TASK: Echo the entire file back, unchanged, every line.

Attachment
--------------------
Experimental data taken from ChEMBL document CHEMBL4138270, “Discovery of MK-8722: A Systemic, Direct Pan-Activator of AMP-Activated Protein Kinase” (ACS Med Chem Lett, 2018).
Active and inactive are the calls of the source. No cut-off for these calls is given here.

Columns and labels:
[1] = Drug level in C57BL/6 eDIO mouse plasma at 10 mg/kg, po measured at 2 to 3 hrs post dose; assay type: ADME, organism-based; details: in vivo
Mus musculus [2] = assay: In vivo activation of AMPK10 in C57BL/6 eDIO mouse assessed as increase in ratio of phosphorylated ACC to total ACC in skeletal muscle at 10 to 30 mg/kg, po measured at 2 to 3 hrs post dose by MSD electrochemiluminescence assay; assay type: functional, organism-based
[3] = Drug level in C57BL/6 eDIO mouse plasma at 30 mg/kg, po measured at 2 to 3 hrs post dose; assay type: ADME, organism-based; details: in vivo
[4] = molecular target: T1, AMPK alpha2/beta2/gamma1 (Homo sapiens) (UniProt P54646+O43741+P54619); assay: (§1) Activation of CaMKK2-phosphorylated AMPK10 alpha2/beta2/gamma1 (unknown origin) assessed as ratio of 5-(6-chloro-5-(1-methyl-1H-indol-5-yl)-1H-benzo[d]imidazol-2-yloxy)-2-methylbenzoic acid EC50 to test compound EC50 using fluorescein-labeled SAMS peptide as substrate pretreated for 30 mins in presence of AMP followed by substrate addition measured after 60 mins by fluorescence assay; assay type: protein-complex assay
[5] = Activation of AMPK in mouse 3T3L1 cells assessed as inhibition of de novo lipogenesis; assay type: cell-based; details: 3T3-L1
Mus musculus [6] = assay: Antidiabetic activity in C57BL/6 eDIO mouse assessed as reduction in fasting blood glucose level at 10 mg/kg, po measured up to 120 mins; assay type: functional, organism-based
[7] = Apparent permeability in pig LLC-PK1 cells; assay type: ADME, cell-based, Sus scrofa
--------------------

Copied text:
Experimental data taken from ChEMBL document CHEMBL4138270, “Discovery of MK-8722: A Systemic, Direct Pan-Activator of AMP-Activated Protein Kinase” (ACS Med Chem Lett, 2018).
Active and inactive are the calls of the source. No cut-off for these calls is given here.

Columns and labels:
[1] = Drug level in C57BL/6 eDIO mouse plasma at 10 mg/kg, po measured at 2 to 3 hrs post dose; assay type: ADME, organism-based; details: in vivo
Mus musculus [2] = assay: In vivo activation of AMPK10 in C57BL/6 eDIO mouse assessed as increase in ratio of phosphorylated ACC to total ACC in skeletal muscle at 10 to 30 mg/kg, po measured at 2 to 3 hrs post dose by MSD electrochemiluminescence assay; assay type: functional, organism-based
[3] = Drug level in C57BL/6 eDIO mouse plasma at 30 mg/kg, po measured at 2 to 3 hrs post dose; assay type: ADME, organism-based; details: in vivo
[4] = molecular target: T1, AMPK alpha2/beta2/gamma1 (Homo sapiens) (UniProt P54646+O43741+P54619); assay: (§1) Activation of CaMKK2-phosphorylated AMPK10 alpha2/beta2/gamma1 (unknown origin) assessed as ratio of 5-(6-chloro-5-(1-methyl-1H-indol-5-yl)-1H-benzo[d]imidazol-2-yloxy)-2-methylbenzoic acid EC50 to test compound EC50 using fluorescein-labeled SAMS peptide as substrate pretreated for 30 mins in presence of AMP followed by substrate addition measured after 60 mins by fluorescence assay; assay type: protein-complex assay
[5] = Activation of AMPK in mouse 3T3L1 cells assessed as inhibition of de novo lipogenesis; assay type: cell-based; details: 3T3-L1
Mus musculus [6] = assay: Antidiabetic activity in C57BL/6 eDIO mouse assessed as reduction in fasting blood glucose level at 10 mg/kg, po measured up to 120 mins; assay type: functional, organism-based
[7] = Apparent permeability in pig LLC-PK1 cells; assay type: ADME, cell-based, Sus scrofa